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May 8, 2016 10:20 am

Aleppo Truce Extended as 13 Iranian Soldiers Killed in Fight Against Islamist Militants

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Russia said a truce in Aleppo, Syria, pictured, has been extended since Monday. Photo: wiki commons.

Aleppo, Syria. Photo: wiki commons.

Thirteen Iranian soldiers were killed in a battle with Islamist militants over a village near the Syrian city of Aleppo, Tehran said on Saturday, in one of Iran’s biggest single-day losses since it sent forces to support President Bashar al-Assad.

Russia meanwhile said that a truce in Aleppo itself had been extended until Monday.

Read full story at Reuters.

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  • Jewish communities in Alleppo dates back over 3,000 years

    Few cities can match the glory of Aleppo, Syria, a city that spans Jewish history from the days of King David over 3,000 years ago. Aristocratic and noble, Aleppo was the crown of Jewish splendor in the Sephardic world.

    The Jewish presence in Syria dates back to Biblical times and is intertwined with the history and politics of Jerusalem. According to the book of Samuel and Psalm 60, Aram Soba, the Biblical name for Aleppo, was part of the extended area of Israel. Throughout the millennia, great Talmudic sages record Aleppo’s unbroken record of communal peace and spiritual productivity. Early Jewish travelers to the area included Benjamin of Tudela in 1173, Sadai Gaon in 921, and Rabbi Petachya of Germany in 1170-80.

    According to “the patriarchs Abraham and Isaac spent part of their lives in what is now Syria. During and after the late Biblical period, and until the late 19 th Century, Syria and Eretz Israel were often territories of the same superpower and were sometimes considered a single entity. The Talmudic Sages ruled that some of the religious laws that pertain only to the land of Israel (chiefly in the realm of agriculture) apply to Syria as well.”

    The foundation for the Great Synagogue in Aleppo is believed to have been constructed by King David’s General, Joab ben Seruya (circa 950 BCE), after his conquest of the city (2 Sam 8:3-8); it is still sometimes referred to as Joab’s Synagogue. The architecture of the synagogue was heavily influenced by the designs of Muslim mosques. For example, the ark of the synagogue is an exact copy of a mosque’s mihrab.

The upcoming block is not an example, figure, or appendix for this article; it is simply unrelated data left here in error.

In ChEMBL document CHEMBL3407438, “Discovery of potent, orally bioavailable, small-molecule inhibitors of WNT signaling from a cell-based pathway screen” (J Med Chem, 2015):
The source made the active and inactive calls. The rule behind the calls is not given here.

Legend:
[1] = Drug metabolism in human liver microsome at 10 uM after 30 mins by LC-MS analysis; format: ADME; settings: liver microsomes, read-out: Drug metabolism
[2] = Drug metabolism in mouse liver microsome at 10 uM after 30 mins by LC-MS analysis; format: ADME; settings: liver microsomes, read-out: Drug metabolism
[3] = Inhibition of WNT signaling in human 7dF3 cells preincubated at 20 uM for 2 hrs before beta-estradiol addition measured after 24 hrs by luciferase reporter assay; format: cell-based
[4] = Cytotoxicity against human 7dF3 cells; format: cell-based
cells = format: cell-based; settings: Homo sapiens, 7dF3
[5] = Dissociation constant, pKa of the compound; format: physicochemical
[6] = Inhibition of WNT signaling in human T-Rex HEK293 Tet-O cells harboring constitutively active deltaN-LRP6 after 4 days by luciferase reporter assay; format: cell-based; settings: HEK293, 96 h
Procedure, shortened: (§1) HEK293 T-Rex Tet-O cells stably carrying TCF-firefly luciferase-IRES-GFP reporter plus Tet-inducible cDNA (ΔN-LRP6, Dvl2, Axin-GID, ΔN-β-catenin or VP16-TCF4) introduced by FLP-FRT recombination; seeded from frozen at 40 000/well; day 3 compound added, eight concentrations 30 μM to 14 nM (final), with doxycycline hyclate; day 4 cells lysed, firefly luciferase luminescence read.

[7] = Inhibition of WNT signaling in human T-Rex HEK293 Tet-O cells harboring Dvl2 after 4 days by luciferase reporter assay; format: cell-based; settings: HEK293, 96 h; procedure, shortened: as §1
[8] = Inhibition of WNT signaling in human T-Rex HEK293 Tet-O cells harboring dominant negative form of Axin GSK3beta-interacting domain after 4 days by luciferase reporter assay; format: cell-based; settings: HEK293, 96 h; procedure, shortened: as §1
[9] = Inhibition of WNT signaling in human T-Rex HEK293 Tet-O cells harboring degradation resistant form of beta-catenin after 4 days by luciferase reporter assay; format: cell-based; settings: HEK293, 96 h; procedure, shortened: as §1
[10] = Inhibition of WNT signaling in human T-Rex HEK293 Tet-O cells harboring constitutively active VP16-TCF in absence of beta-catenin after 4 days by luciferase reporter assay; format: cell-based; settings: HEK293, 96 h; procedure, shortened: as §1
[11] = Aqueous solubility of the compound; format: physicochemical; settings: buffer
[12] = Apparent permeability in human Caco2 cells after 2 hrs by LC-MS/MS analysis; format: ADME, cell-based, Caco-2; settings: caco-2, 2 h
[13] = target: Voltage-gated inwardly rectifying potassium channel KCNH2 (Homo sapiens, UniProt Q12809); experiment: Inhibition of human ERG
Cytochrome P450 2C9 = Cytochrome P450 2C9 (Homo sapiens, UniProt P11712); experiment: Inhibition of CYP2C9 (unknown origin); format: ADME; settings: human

Walter Zenner dates the building of the Great Synagogue to the fifth Century of the Common Era. The synagogue was destroyed during the rule of Tamerlane in 1400 and was rebuilt in 1418. In 1947 anti-Zionist groups burned the synagogue, which was in an abandoned state by 1995.

    The politics of the region depended on the rulers. With the adoption of Christianity as the official religion of Rome, the Romans placed restrictions on Jews. These were lifted with the Arab conquest in 636 CE, when Islamic caliphates began ruling the region. From the seventh Century until the end of Ottoman rule, the Jewish community was self-governed. Self-government entitled the Jews to freedom of religion, a separate court system ruled by local rabbis to handle internal disputes, and military protection. In return for political and military protection, the Jews were given dhimmi status, meaning they had to adhere to certain rules and pay a poll tax, which was based on the number of men in the community, and did not have to serve in the military. Dhimmi status did not entitle Jews to the same or equal rights as Muslim citizens, however. They, along with their Christian counterparts, were of a lower status than Muslims and disputes between a Christian or Jew and a Muslim were settled in the government court, which was ruled by Islamic law.

    By the tenth Century, many Jews emigrated from Iraq to Syria, due to political unrest. This brought about a boom in commerce, banking and crafts in Syria. During the reign of the Islamic Fatimids, the Jew Ibrahim El Kazzazz ran the Syrian administration and granted Jews positions in government. For many years, the Jews lived comfortably under Muslim rule, secure in their place as dhimmi , a protected people. Living in a non-democratic state, both Jews and Muslims remained apolitical.